10 Years Later: What Have We Learned from BAPCPA?

Terri Haley

It has been almost ten years since the full implementation of the Bankruptcy Abuse and Consumer Protection Act (BAPCPA) in October 2005. Since that time we have seen reductions in the number of filings of consumer bankruptcies, or small business debt guaranteed with personal assets. The law, with its accompanying requirements for credit counseling (cf Sec. 106 of the Bankruptcy Abuse Prevention and Consumer Protection Act of 2005), the exploration of non-bankruptcy alternatives and the requirement to explore Chapter 13 repayment plans as opposed to Chapter 7, was believed to be a fix to the steady rise in what was considered abuse of the system.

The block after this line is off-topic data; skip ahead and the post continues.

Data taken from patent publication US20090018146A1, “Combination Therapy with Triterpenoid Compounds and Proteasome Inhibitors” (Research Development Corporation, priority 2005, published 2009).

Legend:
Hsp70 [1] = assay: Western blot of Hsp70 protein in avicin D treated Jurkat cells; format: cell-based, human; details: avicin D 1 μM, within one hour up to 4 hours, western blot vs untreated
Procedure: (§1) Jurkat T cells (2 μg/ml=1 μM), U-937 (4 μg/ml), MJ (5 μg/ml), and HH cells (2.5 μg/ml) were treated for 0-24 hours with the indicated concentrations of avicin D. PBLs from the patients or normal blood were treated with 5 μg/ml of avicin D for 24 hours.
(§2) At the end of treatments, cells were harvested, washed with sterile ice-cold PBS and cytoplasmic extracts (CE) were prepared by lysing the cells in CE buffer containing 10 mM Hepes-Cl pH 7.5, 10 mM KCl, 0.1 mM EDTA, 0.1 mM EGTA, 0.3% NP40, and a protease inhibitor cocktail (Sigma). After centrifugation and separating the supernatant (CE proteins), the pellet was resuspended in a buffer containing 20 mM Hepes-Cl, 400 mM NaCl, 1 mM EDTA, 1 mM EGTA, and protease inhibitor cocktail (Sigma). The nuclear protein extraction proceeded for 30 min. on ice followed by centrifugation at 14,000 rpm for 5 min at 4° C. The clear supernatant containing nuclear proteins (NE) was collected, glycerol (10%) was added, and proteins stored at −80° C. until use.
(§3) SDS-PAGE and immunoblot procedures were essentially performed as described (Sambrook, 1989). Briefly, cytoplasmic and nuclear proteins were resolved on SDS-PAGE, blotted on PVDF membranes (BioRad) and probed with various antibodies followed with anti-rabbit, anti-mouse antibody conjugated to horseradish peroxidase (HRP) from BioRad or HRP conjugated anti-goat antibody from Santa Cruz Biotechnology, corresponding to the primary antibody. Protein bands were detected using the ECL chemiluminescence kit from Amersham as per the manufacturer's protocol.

Unfortunately, those abusing the system were in the minority of filers. Most filings can be tied to a finite number of issues: Overextension or misuse of credit, unemployment or income that has been reduced, accident or long term illness, and divorce or separation. While the new law did put some controls around consumers seeking to use a bankruptcy filing “strategically”, most consumers fell into one of the “life event” scenario filings and may have been further harmed with the changes. The requirements and increase in costs hit the most economically disadvantaged consumers.

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